MJ: How do you think her race affects a woman's ability to move through public spaces?
TF: Well, specifically for black women, our images and our bodies in the media and in history have been so hypersexualized. I feel like we're looked at as either completely nonsexual characters or overly sexual characters, and I feel like that affects how we're treated in the public space by men. I believe that women of color experience street harassment in a very hyper way. So I wanted to draw these women in their very normal, regular states and put those images out there in the public for people to see, instead of these other, very sexualized, images of women.
MJ: What do you think the street aspect of your project accomplishes, as opposed to, you know, canvas on gallery walls?
TF: There's a huge difference. I am primarily an oil painter and a studio painter, so originally I was going to do an oil painting. It just kind of came to me to do it outside in the street. Men who are offenders of street harassment and women who experience street harassment can walk by and feel something about it, because it's out there in the environment where the harassment actually happens. So it's a lot more powerful than an oil painting that's stuck in a gallery or under my bed or in my studio where only a couple of eyes are going to see it, as opposed to it being in an environment where it could possibly effect a change.
MJ: Part of your Kickstarter campaign was to raise money to get video footage of your travel and your conversations with women across the county.
TF: Yeah, I think it's very important to get this stuff on film, not just the behind-the-scenes of the process, but also the interviews with the women. We're going to try to do some on-the-street filming, getting people's reactions to the work, and seeing if we can get some street harassment happening on film so people can see what we're talking about. It's important to have some type of documentation so people can see what happens when we create this artwork and why I'm creating it.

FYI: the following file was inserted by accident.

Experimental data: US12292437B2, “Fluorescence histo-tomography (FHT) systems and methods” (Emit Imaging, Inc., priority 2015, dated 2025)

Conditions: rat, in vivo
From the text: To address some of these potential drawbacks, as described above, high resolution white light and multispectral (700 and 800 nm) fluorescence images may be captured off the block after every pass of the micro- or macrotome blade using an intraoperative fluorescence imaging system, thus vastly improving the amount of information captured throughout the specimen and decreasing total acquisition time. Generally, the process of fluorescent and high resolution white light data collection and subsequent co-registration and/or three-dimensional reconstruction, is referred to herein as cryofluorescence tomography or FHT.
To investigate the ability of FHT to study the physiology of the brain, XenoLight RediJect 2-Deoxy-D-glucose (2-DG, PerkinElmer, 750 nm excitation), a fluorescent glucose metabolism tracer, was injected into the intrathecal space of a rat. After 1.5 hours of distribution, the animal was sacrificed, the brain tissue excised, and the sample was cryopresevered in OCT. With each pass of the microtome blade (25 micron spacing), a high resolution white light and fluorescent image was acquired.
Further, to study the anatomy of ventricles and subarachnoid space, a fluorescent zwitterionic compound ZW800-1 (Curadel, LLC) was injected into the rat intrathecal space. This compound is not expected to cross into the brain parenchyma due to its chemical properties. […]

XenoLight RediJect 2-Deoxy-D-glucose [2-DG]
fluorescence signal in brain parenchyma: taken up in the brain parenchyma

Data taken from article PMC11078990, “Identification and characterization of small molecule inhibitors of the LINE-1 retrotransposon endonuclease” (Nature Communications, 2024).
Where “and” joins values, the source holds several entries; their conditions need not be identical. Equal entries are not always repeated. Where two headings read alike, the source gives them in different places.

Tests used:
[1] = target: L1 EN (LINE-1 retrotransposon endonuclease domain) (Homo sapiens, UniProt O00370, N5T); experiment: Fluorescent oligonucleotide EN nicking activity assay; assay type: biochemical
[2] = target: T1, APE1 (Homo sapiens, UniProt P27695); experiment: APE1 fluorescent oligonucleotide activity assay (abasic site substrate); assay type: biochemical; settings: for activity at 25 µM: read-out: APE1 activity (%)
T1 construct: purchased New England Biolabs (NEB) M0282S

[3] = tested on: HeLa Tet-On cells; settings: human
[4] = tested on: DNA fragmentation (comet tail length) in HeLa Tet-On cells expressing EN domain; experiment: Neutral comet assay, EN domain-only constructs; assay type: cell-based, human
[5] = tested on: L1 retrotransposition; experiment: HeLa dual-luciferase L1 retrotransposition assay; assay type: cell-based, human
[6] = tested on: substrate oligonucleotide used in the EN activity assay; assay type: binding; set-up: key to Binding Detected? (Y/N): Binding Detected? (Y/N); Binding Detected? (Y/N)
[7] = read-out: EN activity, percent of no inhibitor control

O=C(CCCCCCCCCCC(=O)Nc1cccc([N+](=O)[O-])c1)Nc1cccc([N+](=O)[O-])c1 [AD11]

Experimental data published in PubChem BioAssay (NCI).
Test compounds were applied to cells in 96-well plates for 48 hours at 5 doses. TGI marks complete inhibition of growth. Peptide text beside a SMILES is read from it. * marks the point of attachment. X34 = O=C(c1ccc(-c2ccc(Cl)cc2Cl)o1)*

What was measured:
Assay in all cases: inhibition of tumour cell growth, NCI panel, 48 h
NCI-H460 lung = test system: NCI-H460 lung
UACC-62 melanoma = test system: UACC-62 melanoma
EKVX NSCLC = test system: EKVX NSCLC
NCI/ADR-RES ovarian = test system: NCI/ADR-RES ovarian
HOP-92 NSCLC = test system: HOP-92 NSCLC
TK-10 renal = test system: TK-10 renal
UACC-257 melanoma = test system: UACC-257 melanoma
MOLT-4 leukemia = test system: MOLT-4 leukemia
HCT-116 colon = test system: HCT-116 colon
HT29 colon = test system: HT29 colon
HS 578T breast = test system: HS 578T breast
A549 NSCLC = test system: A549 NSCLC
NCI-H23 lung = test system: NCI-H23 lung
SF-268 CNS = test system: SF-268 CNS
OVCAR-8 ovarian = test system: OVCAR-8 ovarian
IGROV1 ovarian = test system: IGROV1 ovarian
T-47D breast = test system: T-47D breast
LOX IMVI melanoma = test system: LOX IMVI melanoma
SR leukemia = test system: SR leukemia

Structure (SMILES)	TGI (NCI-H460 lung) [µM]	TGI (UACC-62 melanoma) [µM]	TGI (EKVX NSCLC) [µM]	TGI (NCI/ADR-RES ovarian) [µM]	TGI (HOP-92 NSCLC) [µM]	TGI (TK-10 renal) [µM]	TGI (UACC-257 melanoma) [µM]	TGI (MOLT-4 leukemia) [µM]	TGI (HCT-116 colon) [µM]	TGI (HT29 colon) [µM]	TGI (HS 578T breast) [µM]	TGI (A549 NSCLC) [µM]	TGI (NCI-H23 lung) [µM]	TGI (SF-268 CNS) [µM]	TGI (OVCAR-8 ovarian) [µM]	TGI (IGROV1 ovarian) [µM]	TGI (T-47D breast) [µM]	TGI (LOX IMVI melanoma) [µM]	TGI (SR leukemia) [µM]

MJ: Your Kickstarter did incredibly well, so I'm wondering what kind of feedback you've received. Has there been any backlash from men?
TF: I've generally gotten negative feedback from men who don't understand and don't find street harassment to be a serious issue. I've also gotten a lot of responses from women who are appreciative and thankful for the project; who relate to it who are passionate about it. It's been kind of extreme—people either love it or they don't like it at all—and I think that's a good thing. It's my first art project where there's not a middle ground. I find it very interesting. But the negative feedback hasn't at all kept me from doing it, obviously. Because I haven't really gotten any negative feedback that I feel is really warranted. Most of it has been men who don't really understand, or they don't like a woman speaking out about her experiences or trying to stand up for herself and take agency over how she's interacted with outside. I just don't really pay attention to that. I'll definitely pay attention to someone who is critiquing the artwork. But as far as someone not thinking street harassment is a big deal or that I'm being uptight? I don't think that's a valid critique.